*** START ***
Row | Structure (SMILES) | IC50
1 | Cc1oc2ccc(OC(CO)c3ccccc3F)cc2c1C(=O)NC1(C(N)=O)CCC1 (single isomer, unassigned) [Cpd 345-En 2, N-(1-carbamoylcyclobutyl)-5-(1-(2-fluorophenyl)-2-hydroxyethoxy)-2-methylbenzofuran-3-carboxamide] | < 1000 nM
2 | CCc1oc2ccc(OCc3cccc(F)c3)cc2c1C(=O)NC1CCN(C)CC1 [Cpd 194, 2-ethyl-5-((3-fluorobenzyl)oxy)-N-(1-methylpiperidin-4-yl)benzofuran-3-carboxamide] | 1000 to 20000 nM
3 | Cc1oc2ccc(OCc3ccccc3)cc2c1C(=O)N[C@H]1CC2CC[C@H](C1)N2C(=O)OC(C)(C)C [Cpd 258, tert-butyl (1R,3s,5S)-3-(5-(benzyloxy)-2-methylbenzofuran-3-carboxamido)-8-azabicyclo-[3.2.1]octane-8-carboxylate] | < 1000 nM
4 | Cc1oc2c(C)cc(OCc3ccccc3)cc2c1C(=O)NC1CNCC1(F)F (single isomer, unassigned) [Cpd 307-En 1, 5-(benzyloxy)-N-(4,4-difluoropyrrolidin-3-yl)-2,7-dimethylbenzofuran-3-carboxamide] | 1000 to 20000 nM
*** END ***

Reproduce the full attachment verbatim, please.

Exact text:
Row | Structure (SMILES) | IC50
1 | Cc1oc2ccc(OC(CO)c3ccccc3F)cc2c1C(=O)NC1(C(N)=O)CCC1 (single isomer, unassigned) [Cpd 345-En 2, N-(1-carbamoylcyclobutyl)-5-(1-(2-fluorophenyl)-2-hydroxyethoxy)-2-methylbenzofuran-3-carboxamide] | < 1000 nM
2 | CCc1oc2ccc(OCc3cccc(F)c3)cc2c1C(=O)NC1CCN(C)CC1 [Cpd 194, 2-ethyl-5-((3-fluorobenzyl)oxy)-N-(1-methylpiperidin-4-yl)benzofuran-3-carboxamide] | 1000 to 20000 nM
3 | Cc1oc2ccc(OCc3ccccc3)cc2c1C(=O)N[C@H]1CC2CC[C@H](C1)N2C(=O)OC(C)(C)C [Cpd 258, tert-butyl (1R,3s,5S)-3-(5-(benzyloxy)-2-methylbenzofuran-3-carboxamido)-8-azabicyclo-[3.2.1]octane-8-carboxylate] | < 1000 nM
4 | Cc1oc2c(C)cc(OCc3ccccc3)cc2c1C(=O)NC1CNCC1(F)F (single isomer, unassigned) [Cpd 307-En 1, 5-(benzyloxy)-N-(4,4-difluoropyrrolidin-3-yl)-2,7-dimethylbenzofuran-3-carboxamide] | 1000 to 20000 nM